Capella Space announced it will launch seven synthetic aperture radar (SAR) satellites and start commercial operations in 2020. At the beginning of December, the company quietly closed on $30 million in funding to secure launch slots and finish building its first set of satellites.
The newest generation of spacecraft represent a substantial upgrade in capabilities from Capella’s pathfinder satellite launched last year. “It’s an upgraded satellite, a bigger satellite around 100 kilograms,” said Capella Space CEO Payam Banazadeh. “We’ll put a press release out on the new design in late January.”
Changes from the original pathfinder satellite include a larger antenna and other subsystems to support higher-resolution radar imager in the 0.5 meter range and the incorporation of an Inmarsat terminal to provide real-time tasking for the satellite.
The addition of the Inmarsat terminal will substantially speed up time for imaging, Banazadeh said. A customer will be able to make a request for an image via Capella Space web portal. Once confirmed, the request will be directly sent to the appropriate satellite via an Inmarsat data link directly, instead of having to wait for a compiled task list to be broadcast up when the satellite passes over a ground station, a step that typically adds up to 8 hours of latency between request and actual image capture.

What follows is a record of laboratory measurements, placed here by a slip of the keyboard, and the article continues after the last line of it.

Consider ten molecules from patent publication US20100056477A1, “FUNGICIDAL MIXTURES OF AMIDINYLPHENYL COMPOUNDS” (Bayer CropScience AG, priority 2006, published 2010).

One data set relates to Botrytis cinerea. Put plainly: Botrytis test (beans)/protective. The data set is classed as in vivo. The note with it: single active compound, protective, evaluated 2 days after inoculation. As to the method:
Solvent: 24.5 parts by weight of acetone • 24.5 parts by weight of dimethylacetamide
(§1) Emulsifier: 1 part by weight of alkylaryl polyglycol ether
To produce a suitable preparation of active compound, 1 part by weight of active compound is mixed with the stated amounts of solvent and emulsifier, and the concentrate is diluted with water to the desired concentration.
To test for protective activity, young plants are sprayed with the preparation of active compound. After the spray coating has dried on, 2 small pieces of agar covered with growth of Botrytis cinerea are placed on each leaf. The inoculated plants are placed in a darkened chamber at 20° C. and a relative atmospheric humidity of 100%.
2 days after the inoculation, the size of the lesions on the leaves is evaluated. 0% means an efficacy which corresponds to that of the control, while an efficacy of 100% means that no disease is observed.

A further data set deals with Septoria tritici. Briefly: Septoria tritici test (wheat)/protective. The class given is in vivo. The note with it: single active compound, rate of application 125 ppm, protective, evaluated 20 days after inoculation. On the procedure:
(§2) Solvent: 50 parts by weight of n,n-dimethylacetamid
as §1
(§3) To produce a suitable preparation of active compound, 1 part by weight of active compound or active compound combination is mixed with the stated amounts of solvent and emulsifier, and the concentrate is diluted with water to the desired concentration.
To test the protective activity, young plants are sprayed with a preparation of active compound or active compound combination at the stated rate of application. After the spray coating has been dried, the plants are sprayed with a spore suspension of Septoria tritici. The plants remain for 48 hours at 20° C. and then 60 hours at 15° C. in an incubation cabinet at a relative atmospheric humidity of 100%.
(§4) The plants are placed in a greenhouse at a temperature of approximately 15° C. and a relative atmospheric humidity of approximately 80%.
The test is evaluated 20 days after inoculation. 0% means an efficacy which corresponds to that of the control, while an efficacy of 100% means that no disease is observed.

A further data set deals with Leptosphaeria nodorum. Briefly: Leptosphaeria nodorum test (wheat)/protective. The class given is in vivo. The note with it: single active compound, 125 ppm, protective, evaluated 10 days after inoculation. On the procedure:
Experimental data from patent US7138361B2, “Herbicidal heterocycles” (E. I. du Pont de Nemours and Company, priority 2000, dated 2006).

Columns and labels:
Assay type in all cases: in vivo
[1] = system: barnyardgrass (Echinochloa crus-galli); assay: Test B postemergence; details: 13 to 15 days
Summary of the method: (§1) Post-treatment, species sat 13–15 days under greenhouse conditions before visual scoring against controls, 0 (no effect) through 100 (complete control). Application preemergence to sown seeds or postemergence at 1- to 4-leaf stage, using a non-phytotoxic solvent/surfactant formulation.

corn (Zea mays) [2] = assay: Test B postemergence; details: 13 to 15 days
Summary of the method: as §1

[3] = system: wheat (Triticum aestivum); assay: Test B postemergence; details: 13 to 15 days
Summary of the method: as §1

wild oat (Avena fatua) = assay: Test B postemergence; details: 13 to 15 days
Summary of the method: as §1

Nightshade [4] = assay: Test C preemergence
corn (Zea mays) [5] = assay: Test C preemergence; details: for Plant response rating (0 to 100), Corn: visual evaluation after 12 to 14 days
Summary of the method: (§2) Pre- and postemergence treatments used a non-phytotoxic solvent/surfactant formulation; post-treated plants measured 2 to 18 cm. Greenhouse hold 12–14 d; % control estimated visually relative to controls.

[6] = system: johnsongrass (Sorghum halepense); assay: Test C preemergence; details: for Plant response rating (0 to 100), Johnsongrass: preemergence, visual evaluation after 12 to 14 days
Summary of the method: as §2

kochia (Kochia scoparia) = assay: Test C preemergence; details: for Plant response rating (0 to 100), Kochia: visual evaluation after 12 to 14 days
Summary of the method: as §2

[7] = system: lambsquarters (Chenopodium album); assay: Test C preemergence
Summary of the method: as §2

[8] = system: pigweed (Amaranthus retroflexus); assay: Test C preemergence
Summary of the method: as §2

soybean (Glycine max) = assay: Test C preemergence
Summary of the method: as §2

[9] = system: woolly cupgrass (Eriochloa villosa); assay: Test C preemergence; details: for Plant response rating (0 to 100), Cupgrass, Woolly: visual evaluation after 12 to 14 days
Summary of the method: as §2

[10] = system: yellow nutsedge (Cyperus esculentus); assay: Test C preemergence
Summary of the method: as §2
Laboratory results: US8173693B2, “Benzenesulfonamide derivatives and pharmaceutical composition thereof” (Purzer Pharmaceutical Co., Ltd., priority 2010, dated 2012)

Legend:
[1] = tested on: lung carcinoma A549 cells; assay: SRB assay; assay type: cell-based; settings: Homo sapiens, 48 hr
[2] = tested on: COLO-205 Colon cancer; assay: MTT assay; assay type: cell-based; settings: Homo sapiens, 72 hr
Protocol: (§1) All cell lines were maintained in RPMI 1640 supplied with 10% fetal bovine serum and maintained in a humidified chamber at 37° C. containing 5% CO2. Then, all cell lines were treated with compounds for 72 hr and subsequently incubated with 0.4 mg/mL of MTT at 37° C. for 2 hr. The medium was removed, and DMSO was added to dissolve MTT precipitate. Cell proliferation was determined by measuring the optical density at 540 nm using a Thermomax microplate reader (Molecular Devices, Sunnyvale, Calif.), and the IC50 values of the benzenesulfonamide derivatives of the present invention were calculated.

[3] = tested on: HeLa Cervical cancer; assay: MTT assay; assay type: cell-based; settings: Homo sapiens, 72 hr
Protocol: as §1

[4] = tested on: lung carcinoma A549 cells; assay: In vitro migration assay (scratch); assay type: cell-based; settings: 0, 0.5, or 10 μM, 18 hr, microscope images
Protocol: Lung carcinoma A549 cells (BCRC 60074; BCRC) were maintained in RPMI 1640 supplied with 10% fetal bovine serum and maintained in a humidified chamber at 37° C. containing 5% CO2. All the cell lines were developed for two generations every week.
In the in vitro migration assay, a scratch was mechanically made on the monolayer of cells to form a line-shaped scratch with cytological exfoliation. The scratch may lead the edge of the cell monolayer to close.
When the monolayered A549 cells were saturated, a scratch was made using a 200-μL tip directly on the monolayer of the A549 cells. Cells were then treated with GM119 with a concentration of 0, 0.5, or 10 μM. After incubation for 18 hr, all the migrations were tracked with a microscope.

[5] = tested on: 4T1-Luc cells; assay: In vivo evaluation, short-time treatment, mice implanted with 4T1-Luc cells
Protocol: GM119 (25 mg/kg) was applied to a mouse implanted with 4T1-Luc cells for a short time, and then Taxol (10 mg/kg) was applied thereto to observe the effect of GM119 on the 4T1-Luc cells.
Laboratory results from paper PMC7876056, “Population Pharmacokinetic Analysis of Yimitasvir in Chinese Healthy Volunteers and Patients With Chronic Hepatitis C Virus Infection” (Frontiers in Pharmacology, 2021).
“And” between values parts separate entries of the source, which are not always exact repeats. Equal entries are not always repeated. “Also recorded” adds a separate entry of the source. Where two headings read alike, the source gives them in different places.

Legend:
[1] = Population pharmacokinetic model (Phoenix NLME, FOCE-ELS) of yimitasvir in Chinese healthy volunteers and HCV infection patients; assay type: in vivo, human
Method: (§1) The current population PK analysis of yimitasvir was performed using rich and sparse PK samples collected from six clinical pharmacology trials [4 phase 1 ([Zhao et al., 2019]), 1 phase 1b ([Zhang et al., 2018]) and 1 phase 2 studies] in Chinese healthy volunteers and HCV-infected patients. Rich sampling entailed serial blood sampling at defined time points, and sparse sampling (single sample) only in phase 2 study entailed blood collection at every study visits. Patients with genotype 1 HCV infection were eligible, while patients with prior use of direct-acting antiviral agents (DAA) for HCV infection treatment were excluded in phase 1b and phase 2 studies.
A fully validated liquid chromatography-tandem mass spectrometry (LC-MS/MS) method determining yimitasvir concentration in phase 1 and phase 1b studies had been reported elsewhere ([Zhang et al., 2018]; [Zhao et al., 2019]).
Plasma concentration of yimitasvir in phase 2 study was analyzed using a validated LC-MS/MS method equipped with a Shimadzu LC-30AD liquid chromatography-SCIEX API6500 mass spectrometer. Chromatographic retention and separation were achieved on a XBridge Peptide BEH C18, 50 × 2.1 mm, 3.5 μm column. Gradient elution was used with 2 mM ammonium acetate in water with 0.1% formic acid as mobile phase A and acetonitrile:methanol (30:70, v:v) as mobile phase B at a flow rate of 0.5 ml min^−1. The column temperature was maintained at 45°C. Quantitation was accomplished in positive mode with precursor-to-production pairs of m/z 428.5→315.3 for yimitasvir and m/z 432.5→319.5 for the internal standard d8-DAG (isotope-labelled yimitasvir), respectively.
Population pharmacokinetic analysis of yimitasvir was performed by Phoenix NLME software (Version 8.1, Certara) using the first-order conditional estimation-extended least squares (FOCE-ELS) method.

Once a SAR image is captured, it will be between 20 to 25 minutes to download the full raw image, with the satellite sending it down to the Amazon Web Services Ground Station network. However, the Inmarsat terminal may also allow for some sort of compressed imagery to be sent back in near-real time prior to allow users to get access to some information prior to the raw data arriving.
Over the last 12 months, Capella Space has found the current market for SAR imagery to be in the government, defense, and national security sector, with “excitement” in the commercial market with the availability of sub-meter imagery/ Ease of use, automated tasking, and operations are all features to complement Capella’s ability to delivery sub-meter imagery while reducing latency compared to other SAR options. Banazadeh says that the combination of high-resolution and lower latency means Capella should be able to be more efficient with fewer satellites than a larger SAR constellation that can’t provide imagery as quickly.
Capella Space’s first production satellite will be launched In March onboard a SpaceX rideshare mission to sun-synchronous orbit from Vandenberg Air Force Base with a batch of 3 more slated for a June PSLV launch in India. The last 3 will be launched in the second half of 2020 with Capella still evaluating options between larger rideshare and a dedicated Rocket Lab Electron mission.